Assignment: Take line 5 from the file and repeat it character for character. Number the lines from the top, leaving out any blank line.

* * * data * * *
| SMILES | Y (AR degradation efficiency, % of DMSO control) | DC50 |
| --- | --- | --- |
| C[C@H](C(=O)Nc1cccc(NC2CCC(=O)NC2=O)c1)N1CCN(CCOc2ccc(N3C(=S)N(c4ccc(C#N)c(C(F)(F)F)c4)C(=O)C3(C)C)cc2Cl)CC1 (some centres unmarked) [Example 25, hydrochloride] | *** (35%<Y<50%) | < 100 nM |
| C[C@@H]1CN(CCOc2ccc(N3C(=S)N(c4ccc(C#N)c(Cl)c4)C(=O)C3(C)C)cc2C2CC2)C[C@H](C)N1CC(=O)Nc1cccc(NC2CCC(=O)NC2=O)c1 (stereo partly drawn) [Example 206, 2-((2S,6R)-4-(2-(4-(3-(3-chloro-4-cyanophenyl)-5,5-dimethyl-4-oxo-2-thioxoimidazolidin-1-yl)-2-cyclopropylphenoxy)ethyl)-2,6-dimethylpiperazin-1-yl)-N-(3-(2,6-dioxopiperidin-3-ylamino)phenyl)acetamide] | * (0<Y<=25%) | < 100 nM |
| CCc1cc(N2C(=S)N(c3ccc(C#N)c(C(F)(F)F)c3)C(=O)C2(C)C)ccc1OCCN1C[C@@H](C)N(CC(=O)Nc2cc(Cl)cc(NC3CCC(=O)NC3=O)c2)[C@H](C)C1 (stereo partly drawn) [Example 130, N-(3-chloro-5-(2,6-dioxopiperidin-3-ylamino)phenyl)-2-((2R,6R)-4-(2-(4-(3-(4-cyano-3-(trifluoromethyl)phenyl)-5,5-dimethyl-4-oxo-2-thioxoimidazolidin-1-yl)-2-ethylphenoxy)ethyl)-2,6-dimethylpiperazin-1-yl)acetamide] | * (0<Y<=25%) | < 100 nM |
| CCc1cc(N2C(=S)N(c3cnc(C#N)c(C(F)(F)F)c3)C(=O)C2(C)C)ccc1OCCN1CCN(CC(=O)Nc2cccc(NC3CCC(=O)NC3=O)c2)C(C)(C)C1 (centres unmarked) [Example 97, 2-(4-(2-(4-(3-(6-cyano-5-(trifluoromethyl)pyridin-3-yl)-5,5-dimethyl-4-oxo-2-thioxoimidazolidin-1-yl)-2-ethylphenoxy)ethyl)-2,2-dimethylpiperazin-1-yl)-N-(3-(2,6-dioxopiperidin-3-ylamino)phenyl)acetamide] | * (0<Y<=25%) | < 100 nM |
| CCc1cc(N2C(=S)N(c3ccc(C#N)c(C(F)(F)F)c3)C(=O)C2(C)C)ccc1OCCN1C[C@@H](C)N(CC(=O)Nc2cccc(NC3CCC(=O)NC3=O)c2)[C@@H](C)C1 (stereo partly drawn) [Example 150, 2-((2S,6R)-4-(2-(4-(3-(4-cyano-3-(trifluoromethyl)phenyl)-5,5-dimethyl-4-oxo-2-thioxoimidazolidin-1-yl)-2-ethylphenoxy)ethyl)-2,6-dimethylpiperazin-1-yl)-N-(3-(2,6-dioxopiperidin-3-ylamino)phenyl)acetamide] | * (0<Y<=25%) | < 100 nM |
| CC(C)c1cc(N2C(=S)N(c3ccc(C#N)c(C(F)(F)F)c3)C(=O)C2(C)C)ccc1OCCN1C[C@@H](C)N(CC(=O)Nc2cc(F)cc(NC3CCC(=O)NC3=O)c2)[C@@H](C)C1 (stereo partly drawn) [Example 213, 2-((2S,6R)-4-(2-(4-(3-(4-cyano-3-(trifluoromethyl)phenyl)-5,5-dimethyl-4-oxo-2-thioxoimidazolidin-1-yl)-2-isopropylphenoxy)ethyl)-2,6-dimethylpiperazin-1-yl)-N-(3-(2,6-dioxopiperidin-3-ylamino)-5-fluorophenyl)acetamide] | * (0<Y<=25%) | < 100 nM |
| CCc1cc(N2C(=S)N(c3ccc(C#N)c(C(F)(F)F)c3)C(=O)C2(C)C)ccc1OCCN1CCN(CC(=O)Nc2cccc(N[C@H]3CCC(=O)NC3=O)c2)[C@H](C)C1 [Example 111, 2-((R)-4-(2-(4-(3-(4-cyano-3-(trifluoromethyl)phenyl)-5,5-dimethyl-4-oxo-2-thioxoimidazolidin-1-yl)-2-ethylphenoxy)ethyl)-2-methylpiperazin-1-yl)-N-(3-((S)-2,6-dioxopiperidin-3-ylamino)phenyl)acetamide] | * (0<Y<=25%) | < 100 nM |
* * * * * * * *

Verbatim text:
| CCc1cc(N2C(=S)N(c3ccc(C#N)c(C(F)(F)F)c3)C(=O)C2(C)C)ccc1OCCN1C[C@@H](C)N(CC(=O)Nc2cc(Cl)cc(NC3CCC(=O)NC3=O)c2)[C@H](C)C1 (stereo partly drawn) [Example 130, N-(3-chloro-5-(2,6-dioxopiperidin-3-ylamino)phenyl)-2-((2R,6R)-4-(2-(4-(3-(4-cyano-3-(trifluoromethyl)phenyl)-5,5-dimethyl-4-oxo-2-thioxoimidazolidin-1-yl)-2-ethylphenoxy)ethyl)-2,6-dimethylpiperazin-1-yl)acetamide] | * (0<Y<=25%) | < 100 nM |